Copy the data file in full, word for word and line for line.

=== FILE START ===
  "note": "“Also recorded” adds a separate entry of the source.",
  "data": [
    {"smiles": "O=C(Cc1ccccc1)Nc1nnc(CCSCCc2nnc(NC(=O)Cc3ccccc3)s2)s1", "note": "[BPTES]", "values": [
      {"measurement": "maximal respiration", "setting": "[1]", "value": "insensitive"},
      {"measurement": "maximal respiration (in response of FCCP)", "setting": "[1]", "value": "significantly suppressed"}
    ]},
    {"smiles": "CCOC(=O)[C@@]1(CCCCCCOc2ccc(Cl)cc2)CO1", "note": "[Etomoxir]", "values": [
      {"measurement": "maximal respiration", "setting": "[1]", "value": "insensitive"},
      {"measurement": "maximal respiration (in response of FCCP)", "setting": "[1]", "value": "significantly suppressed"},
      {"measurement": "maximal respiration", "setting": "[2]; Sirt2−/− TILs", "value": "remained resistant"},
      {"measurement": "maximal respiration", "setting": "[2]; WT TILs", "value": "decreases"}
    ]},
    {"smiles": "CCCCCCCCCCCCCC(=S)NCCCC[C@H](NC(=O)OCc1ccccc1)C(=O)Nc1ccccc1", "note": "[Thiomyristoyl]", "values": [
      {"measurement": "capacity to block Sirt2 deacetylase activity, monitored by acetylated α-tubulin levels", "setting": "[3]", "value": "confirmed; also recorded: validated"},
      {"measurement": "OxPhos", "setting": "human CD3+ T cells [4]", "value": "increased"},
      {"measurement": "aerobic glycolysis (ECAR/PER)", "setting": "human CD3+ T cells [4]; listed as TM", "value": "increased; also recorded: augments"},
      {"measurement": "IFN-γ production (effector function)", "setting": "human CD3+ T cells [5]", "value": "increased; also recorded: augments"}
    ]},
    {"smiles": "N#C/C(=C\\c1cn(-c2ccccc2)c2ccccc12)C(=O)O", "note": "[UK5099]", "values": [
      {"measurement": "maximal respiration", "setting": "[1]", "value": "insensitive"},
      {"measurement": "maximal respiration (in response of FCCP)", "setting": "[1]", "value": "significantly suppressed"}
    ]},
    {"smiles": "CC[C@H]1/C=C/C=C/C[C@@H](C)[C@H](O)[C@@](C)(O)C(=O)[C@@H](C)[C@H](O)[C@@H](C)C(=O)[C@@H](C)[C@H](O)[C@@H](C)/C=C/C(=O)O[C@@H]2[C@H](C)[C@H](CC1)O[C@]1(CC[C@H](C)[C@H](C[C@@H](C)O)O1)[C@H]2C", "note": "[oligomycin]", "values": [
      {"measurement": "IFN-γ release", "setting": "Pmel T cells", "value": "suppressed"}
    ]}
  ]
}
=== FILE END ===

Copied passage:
  "note": "“Also recorded” adds a separate entry of the source.",
  "data": [
    {"smiles": "O=C(Cc1ccccc1)Nc1nnc(CCSCCc2nnc(NC(=O)Cc3ccccc3)s2)s1", "note": "[BPTES]", "values": [
      {"measurement": "maximal respiration", "setting": "[1]", "value": "insensitive"},
      {"measurement": "maximal respiration (in response of FCCP)", "setting": "[1]", "value": "significantly suppressed"}
    ]},
    {"smiles": "CCOC(=O)[C@@]1(CCCCCCOc2ccc(Cl)cc2)CO1", "note": "[Etomoxir]", "values": [
      {"measurement": "maximal respiration", "setting": "[1]", "value": "insensitive"},
      {"measurement": "maximal respiration (in response of FCCP)", "setting": "[1]", "value": "significantly suppressed"},
      {"measurement": "maximal respiration", "setting": "[2]; Sirt2−/− TILs", "value": "remained resistant"},
      {"measurement": "maximal respiration", "setting": "[2]; WT TILs", "value": "decreases"}
    ]},
    {"smiles": "CCCCCCCCCCCCCC(=S)NCCCC[C@H](NC(=O)OCc1ccccc1)C(=O)Nc1ccccc1", "note": "[Thiomyristoyl]", "values": [
      {"measurement": "capacity to block Sirt2 deacetylase activity, monitored by acetylated α-tubulin levels", "setting": "[3]", "value": "confirmed; also recorded: validated"},
      {"measurement": "OxPhos", "setting": "human CD3+ T cells [4]", "value": "increased"},
      {"measurement": "aerobic glycolysis (ECAR/PER)", "setting": "human CD3+ T cells [4]; listed as TM", "value": "increased; also recorded: augments"},
      {"measurement": "IFN-γ production (effector function)", "setting": "human CD3+ T cells [5]", "value": "increased; also recorded: augments"}
    ]},
    {"smiles": "N#C/C(=C\\c1cn(-c2ccccc2)c2ccccc12)C(=O)O", "note": "[UK5099]", "values": [
      {"measurement": "maximal respiration", "setting": "[1]", "value": "insensitive"},
      {"measurement": "maximal respiration (in response of FCCP)", "setting": "[1]", "value": "significantly suppressed"}
    ]},
    {"smiles": "CC[C@H]1/C=C/C=C/C[C@@H](C)[C@H](O)[C@@](C)(O)C(=O)[C@@H](C)[C@H](O)[C@@H](C)C(=O)[C@@H](C)[C@H](O)[C@@H](C)/C=C/C(=O)O[C@@H]2[C@H](C)[C@H](CC1)O[C@]1(CC[C@H](C)[C@H](C[C@@H](C)O)O1)[C@H]2C", "note": "[oligomycin]", "values": [
      {"measurement": "IFN-γ release", "setting": "Pmel T cells", "value": "suppressed"}
    ]}
  ]
}